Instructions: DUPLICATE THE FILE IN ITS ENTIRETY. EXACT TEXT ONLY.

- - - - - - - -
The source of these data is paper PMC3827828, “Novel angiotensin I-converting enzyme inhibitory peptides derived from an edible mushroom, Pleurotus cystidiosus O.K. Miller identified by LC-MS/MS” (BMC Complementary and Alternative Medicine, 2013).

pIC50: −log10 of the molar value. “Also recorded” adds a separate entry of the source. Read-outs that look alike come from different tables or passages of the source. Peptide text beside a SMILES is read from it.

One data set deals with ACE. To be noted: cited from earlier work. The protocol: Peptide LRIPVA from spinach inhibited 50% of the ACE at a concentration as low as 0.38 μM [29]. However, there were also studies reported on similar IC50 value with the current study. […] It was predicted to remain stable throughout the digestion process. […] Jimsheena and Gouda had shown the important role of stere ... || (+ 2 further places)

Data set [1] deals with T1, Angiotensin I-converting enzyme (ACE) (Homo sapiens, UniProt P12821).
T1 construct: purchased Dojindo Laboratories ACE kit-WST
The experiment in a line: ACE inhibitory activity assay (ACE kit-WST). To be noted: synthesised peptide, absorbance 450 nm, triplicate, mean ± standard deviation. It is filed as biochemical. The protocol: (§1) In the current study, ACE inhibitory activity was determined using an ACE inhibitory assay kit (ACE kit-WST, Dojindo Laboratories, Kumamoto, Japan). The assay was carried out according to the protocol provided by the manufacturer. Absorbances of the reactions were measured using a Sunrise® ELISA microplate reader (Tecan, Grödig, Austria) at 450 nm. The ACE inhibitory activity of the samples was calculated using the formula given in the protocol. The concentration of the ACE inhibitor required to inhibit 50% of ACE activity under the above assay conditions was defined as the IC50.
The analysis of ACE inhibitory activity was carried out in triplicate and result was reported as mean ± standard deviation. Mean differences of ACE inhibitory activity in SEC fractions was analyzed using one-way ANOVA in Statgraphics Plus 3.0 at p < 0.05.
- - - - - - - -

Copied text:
The source of these data is paper PMC3827828, “Novel angiotensin I-converting enzyme inhibitory peptides derived from an edible mushroom, Pleurotus cystidiosus O.K. Miller identified by LC-MS/MS” (BMC Complementary and Alternative Medicine, 2013).

pIC50: −log10 of the molar value. “Also recorded” adds a separate entry of the source. Read-outs that look alike come from different tables or passages of the source. Peptide text beside a SMILES is read from it.

One data set deals with ACE. To be noted: cited from earlier work. The protocol: Peptide LRIPVA from spinach inhibited 50% of the ACE at a concentration as low as 0.38 μM [29]. However, there were also studies reported on similar IC50 value with the current study. […] It was predicted to remain stable throughout the digestion process. […] Jimsheena and Gouda had shown the important role of stere ... || (+ 2 further places)

Data set [1] deals with T1, Angiotensin I-converting enzyme (ACE) (Homo sapiens, UniProt P12821).
T1 construct: purchased Dojindo Laboratories ACE kit-WST
The experiment in a line: ACE inhibitory activity assay (ACE kit-WST). To be noted: synthesised peptide, absorbance 450 nm, triplicate, mean ± standard deviation. It is filed as biochemical. The protocol: (§1) In the current study, ACE inhibitory activity was determined using an ACE inhibitory assay kit (ACE kit-WST, Dojindo Laboratories, Kumamoto, Japan). The assay was carried out according to the protocol provided by the manufacturer. Absorbances of the reactions were measured using a Sunrise® ELISA microplate reader (Tecan, Grödig, Austria) at 450 nm. The ACE inhibitory activity of the samples was calculated using the formula given in the protocol. The concentration of the ACE inhibitor required to inhibit 50% of ACE activity under the above assay conditions was defined as the IC50.
The analysis of ACE inhibitory activity was carried out in triplicate and result was reported as mean ± standard deviation. Mean differences of ACE inhibitory activity in SEC fractions was analyzed using one-way ANOVA in Statgraphics Plus 3.0 at p < 0.05.